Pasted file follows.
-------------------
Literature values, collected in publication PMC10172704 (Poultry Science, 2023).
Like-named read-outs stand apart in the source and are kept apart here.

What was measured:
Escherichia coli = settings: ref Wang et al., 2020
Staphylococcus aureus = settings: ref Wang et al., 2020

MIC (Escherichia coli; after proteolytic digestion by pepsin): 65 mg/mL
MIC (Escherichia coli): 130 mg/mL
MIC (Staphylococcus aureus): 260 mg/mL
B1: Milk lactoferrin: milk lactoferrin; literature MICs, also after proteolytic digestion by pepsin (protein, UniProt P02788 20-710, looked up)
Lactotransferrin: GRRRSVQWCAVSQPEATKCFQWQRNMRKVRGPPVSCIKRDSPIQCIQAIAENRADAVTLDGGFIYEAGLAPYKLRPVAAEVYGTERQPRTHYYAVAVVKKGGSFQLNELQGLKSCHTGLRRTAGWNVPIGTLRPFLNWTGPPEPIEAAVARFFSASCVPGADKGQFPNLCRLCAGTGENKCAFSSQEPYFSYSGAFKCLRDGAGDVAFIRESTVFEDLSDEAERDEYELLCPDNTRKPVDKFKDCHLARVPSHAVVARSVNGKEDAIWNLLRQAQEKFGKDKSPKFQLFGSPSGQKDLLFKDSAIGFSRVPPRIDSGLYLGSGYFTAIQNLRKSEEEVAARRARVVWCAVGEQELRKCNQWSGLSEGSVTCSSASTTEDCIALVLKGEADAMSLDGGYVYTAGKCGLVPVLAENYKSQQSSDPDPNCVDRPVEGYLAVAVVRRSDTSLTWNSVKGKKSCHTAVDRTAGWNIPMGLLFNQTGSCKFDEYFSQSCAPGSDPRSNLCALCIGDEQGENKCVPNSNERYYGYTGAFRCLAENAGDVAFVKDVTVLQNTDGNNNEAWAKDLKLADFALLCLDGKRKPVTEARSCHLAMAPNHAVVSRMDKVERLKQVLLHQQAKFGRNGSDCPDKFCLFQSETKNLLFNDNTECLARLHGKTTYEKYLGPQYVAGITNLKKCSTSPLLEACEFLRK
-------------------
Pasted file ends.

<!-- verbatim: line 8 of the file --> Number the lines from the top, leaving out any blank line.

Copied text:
MIC (Staphylococcus aureus): 260 mg/mL